Abstract 9740: Healthy Lifestyle and Leukocyte Telomere Length In U.S. Women
Objectives: To examine whether healthy lifestyle practices, which are primary prevention measures against major age-related chronic diseases, are associated with longer telomere length.
Design: Cross-sectional study.
Setting: The Nurses' Health Study, United States.
Participants: The population of analysis consisted of 3,355 women who were free of cancer, diabetes, and cardiovascular disease at blood draw in 1990 and were selected as controls in multiple prospective case-control studies within the Nurses' Health Study cohort. Using self-administered questionnaires, these participants provided detailed information on lifestyle practices and dietary habits in 1988 or 1990.
Main outcome measures: Z scores of leukocyte telomere length were derived among controls in each case-control study. We defined low-risk categories for five major modifiable factors: non-current smoking, maintaining a healthy body weight (18.5 kg/m2 ≤ body mass index < 24.9 kg/m2), engaging in regular moderate or vigorous physical activities (≥150 minutes/week), drinking alcohol in moderation (1 drink/week to <2 drinks/day), and eating a healthy diet (Alternate Healthy Eating Index score in top 50%). We calculated difference (%) of the z scores contrasting low-risk groups with reference groups to evaluate the association of interest.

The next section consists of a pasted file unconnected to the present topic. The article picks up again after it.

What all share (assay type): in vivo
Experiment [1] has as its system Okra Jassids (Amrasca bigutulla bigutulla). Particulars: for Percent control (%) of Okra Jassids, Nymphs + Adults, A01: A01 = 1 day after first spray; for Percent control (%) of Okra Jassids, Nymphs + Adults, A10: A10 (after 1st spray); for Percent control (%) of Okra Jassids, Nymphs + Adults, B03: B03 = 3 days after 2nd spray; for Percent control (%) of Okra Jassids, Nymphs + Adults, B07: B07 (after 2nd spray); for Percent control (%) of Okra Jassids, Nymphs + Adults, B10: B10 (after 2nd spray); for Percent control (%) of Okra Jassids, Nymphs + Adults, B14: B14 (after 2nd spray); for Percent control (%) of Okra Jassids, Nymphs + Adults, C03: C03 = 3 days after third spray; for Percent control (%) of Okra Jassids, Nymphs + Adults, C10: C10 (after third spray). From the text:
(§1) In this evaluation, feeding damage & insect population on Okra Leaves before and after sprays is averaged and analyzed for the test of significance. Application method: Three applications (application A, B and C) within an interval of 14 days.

Results: Although none of the individual low-risk factors was significantly associated with longer leukocyte telomere length z scores, we observed a significant, monotonic relationship between the number of low-risk factors and the z scores. In comparison with women who had no low-risk factors, the leukocyte telomere length z scores were 15.4%, 21.8%, 23.3%, 24.5%, and 33.1% (P for trend = 0.04) higher for women who had 1 to 5 low-risk factors, respectively.
Conclusion: Adherence to a healthy lifestyle defined by major modifiable factors may attenuate age-related declines in telomere length.
- © 2011 by American Heart Association, Inc.